I tend to welcome the end of a Ben Kane novel only when I know there is another one close behind it. I never want them to end, but having the next novel on my bedside table is about the only thing that makes the end of a Ben Kane novel bearable. I was fortunate enough to read "Spartacus the Gladiator" relatively late, which meant when I reached the end that promised more, I could move straight onto ''Spartacus: Rebellion''

Spartacus has led his group of slaves to victory after victory over the Ro
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Nick_britten
Jul 26, 2012 rated it it was amazing  ·  review of another edition
Spartacus Rebellion is the final book in Ben Kane’s Spartacus series. In this book we find Spartacus commanding a massive slave army. Since escaping from the ludus with Crixus, Carbo and the rest of the gladiators, Spartacus has defeated every force the Romans have sent against him. With slaves flocking from all over Italy to join his army the Romans know that they have to destroy this ragtag slave army before it gets too powerful.

In the Roman senate, Crassus is determined to seize control of th
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Robin Carter
May 07, 2012 rated it it was amazing  ·  review of another edition


http://www.benkane.net/the-author/

I have read Ben Kanes books since the very first one

Forgotten Legion Chronicles

1. The Forgotten Legion (2008)

2. The Silver Eagle (2009)

3. The Road to Rome (2010)

Spartacus

1. The Gladiator (2012)

2. Rebellion (2012)


And like all great authors his writing gets better with every book. So it should be no surprise that i say this is his best book so far.

But its more that just a gradual improvement for this book. The book doesn't rely on swords and sandals blood and
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Laurentiu Lazar
Jan 29, 2013 rated it really liked it  ·  review of another edition
Shelves: 2013
The novels – Spartacus: The Gladiator and Spartacus: Rebellion are a perfect balance between fiction and historical facts. But I guess are not for everyone since there's strong language and sexual violence in the novel; a thing which in my opinion perfectly describes the time period, especially during war.

The plot is good and enjoyable to read and set at a pretty fast pace, which made me fly through both books. A quick read. For me this books had a very good level of details, easy to follow up
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Joseph Finley
May 03, 2013 rated it really liked it  ·  review of another edition
Spartacus: Rebellion begins where Spartacus: The Gladiator left off, with Spartacus and his army of gladiators and slaves having defeated the praetor Claudius Glaber, as well as every other legion Rome has thrown their way. But the hotheaded Crixus and many of his Gauls have broken away from the army to try to face the consular legions of Lucius Gellius on their own, and another faction of Gauls are threatening to further fracture the slave rebellion. Meanwhile, Spartacus is torn between leading ...more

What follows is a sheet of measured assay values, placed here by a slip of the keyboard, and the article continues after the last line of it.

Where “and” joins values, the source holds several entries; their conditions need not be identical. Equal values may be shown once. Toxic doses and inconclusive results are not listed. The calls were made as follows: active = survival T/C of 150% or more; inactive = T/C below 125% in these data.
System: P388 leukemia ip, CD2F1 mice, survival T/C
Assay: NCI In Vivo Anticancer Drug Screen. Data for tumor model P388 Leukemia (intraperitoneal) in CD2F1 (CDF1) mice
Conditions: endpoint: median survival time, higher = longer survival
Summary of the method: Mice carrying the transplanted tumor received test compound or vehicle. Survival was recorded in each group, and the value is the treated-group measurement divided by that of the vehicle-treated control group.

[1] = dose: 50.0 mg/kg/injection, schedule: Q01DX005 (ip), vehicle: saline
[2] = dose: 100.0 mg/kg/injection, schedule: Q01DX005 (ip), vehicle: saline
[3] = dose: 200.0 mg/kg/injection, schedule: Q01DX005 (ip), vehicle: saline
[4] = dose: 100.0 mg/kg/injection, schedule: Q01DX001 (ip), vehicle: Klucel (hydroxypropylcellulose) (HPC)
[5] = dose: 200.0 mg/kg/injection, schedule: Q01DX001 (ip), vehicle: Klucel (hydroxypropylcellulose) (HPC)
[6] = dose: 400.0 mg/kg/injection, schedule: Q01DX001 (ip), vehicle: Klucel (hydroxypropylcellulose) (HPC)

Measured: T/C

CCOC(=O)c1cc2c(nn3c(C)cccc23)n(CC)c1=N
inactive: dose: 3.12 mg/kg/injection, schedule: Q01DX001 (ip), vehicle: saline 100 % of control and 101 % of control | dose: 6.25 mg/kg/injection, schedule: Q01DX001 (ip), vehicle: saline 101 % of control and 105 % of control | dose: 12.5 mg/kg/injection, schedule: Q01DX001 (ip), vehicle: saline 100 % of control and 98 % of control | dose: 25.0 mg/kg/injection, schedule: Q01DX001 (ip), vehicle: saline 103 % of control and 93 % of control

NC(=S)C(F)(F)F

Holly P
How fitting that on Memorial Day this combat veteran gets to review a book about one of the greatest military tacticians to ever take on the Roman Army. In Ben Kane's first installment we meet Spartacus as he breaks free of the gladiatorial ludus and amasses an Army which soundly beats the Roman Legions multiple times against all odds (read the review here). In Rebellion we continue the journey with Spartacus as his Army continues to grow and he strives to lead them permanently from Italy and aw ...more
happy
Jun 18, 2013 rated it really liked it  ·  review of another edition
Mr. Kane has concluded his Spartacus two book series with an excellent look at the final fate of the slave rebellion and how it got there. Mr. Kane stays true to what is known about Spartacus and his rebellion and gives us a plausible story at how it got to where it ended. This book picks up where the first volume ends, and while it can be read as a standalone, I personally would recommend reading both.

Mr. Kane’s Spartacus is not an unflawed hero. In this book we get a look at some of the confli
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Sheree
Spartacus the Gladiator made my favourite read list in 2012, I loved it and purchased the sequel as soon as it was released. I'm now a huge Ben Kane fan and was happy to participate in his book tour to highlight Spartacus Rebellion. Spartacus Rebellion picks up where the first book ends and whilst we all know how the story goes I suggest reading Spartacus the Gladiator first to fully appreciate the story and Ben Kane's talent.

I was exhausted after turning the last page, emotionally and physicall